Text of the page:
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19 October, 2015

In a way, what I am about to describe is a testimony to the essential goodness in human beings.  Read on to see why.

While such emotional problems as depression, anxiety and relationship problems are often what bring survivors to therapy and are important, to say the least, they are not the psychological engine that powers the dramatic symptoms of survivors.

The emotional reactions to childhood sexual abuse which power the symptoms of survivors are rage and horror.


It should not be surprising that being sexually abused as a child creates a reservoir of anger in survivors — but anger is far too mild a term.  Enormous, cataclysmic rage is more to the point.  It is there, like seething magma always stirring and threatening beneath the cauldron of a volcano.  If allowed to erupt it is a potential threat not only to others but to the psychological integrity of the survivor herself.

The psychological structure of most survivors is not a solid block.  It is, rather, individual bricks held together with a mortar which is vulnerable to any significant shaking.  Loosen the mortar enough and there is the threat of the person collapsing into a rubble of nothingness — of non-being.

In addition, the vast majority of all people, whether or not survivors, would like to think of themselves as good people — would like to be good people.  They find the possibility of harboring destructive rage to be “ego dystonic” — unacceptable to their self images as human beings.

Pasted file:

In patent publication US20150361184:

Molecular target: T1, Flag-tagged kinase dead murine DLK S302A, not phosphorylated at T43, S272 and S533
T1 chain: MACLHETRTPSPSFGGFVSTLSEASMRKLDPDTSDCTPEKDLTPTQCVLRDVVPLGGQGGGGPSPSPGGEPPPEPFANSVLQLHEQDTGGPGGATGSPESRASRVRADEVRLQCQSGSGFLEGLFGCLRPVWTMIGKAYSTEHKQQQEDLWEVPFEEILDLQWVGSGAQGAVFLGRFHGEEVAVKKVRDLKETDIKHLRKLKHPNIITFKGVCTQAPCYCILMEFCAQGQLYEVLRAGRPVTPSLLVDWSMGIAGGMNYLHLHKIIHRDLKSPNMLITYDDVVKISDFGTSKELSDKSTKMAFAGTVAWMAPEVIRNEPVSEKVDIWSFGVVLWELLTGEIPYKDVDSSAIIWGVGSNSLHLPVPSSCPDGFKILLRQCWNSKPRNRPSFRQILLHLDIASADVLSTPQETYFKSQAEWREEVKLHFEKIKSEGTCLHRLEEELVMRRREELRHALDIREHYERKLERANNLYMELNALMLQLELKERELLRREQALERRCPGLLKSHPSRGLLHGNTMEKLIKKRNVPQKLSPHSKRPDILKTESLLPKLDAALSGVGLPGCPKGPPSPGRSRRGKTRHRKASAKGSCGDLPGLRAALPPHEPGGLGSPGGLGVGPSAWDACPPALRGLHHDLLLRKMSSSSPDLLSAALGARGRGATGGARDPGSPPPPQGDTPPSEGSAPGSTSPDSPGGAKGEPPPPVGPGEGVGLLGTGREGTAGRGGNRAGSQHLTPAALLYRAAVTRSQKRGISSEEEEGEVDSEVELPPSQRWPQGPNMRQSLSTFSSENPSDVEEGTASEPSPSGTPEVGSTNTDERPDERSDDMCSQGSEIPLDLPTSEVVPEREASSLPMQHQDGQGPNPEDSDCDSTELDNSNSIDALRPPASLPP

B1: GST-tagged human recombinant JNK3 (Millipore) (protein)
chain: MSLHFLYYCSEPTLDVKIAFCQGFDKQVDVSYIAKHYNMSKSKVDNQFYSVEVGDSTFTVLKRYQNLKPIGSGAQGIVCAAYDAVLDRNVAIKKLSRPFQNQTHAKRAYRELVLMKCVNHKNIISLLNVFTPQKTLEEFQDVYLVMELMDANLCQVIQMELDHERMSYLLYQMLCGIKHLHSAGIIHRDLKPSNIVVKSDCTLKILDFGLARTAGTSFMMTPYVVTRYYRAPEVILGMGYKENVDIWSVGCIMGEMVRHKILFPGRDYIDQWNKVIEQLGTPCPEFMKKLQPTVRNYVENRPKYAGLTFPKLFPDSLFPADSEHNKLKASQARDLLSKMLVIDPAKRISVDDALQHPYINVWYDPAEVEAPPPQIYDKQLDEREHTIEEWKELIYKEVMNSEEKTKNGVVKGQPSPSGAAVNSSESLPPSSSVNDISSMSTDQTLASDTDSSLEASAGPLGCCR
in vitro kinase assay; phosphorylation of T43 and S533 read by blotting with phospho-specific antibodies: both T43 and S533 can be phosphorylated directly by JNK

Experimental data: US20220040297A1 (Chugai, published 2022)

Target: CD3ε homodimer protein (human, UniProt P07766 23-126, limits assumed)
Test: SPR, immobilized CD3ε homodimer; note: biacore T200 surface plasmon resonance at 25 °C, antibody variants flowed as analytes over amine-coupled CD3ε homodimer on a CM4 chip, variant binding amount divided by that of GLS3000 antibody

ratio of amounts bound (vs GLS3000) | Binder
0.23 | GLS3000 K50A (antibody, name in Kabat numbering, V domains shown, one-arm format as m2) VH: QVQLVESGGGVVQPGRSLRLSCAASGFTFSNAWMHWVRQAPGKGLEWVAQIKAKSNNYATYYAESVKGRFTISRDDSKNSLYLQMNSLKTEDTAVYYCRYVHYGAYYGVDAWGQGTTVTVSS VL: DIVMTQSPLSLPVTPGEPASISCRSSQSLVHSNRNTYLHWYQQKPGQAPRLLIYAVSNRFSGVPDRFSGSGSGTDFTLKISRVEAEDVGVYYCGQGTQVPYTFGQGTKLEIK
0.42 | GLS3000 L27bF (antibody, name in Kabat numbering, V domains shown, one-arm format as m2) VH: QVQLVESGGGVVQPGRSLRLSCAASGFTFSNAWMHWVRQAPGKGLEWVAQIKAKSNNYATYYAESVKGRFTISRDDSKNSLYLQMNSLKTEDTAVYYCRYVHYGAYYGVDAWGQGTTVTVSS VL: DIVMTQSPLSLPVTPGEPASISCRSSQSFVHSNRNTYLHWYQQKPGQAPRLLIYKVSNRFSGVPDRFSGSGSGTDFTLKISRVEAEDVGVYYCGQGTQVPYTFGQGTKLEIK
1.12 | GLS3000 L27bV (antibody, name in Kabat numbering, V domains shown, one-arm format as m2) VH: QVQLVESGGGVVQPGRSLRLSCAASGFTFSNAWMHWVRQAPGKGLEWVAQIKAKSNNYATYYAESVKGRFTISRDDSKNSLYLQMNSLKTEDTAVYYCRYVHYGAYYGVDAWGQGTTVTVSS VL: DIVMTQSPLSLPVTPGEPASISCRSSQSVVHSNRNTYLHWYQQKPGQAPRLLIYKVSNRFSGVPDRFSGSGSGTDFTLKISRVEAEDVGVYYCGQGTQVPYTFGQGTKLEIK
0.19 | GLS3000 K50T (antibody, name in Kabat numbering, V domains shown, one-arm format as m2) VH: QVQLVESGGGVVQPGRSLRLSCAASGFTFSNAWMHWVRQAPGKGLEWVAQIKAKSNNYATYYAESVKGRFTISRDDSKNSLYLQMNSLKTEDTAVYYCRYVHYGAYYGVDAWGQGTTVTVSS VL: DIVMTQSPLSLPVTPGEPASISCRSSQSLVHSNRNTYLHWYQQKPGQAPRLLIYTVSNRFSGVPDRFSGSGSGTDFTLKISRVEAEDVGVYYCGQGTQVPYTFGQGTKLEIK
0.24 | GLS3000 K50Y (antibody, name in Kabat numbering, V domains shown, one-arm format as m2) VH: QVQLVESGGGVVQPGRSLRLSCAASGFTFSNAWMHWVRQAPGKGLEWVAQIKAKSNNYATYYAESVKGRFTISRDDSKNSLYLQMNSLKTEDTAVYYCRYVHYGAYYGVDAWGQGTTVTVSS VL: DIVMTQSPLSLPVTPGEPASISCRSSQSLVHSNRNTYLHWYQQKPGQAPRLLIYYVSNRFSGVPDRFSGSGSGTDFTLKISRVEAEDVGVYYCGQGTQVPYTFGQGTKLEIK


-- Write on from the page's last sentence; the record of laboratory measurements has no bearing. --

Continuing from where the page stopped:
The power of the rage harbored by survivors cannot be overstated.


The events of sexual abuse, and the memory thereof, are horrible in every sense of the word.  Many horror movies touch directly or indirectly on the elements of a survivor’s horror.  Consider the classic Dracula, in which a dark clad figure invades the bedroom of a victim and overpowers her.  Consider the various films with body snatcher themes.  Like rage, the level of horror in survivors is cataclysmic in scope.

While enormously uncomfortable to bear, a sense of horror is not the anathema to a sense of self that rage is.  In many ways, it is a testimony to possessing humanity.  Elsewhere, I have stressed the positive reflection of that humanity in the suffering of PTSD by war veterans.  Having PTSD is a testimony to the sufferer’s humanity.  The capacity to be horrified is “ego syntonic”  — more than acceptable to one’s self image as a human being.

Like the power of their rage, the intensity of horror in survivors cannot be overstated.


Given the above, it is not surprising that survivors keep the horror related to their experiences as being a part of themselves.  It is ego syntonic.  It is equally un-surprising that they externalize their ego dystonic rage.  So it is that, in so many symptoms, the horror remains in the survivor while the rage, symbolically, is depicted as being outside of the self.

Here are a few examples from symptoms described throughout this blog:

  • TIDAL WAVES are frequent in the nightmares of survivors. In this nightmare the survivor stands horrified while the rage, symbolized as the tsunami, is outside of herself but threatens to destroy her
  • EVIL PRESENCES sensed in the home reflect the horror harbored by survivors. While they experience themselves as terrified, the malevolent rage is experienced as being outside of the self, personified in the threatening entity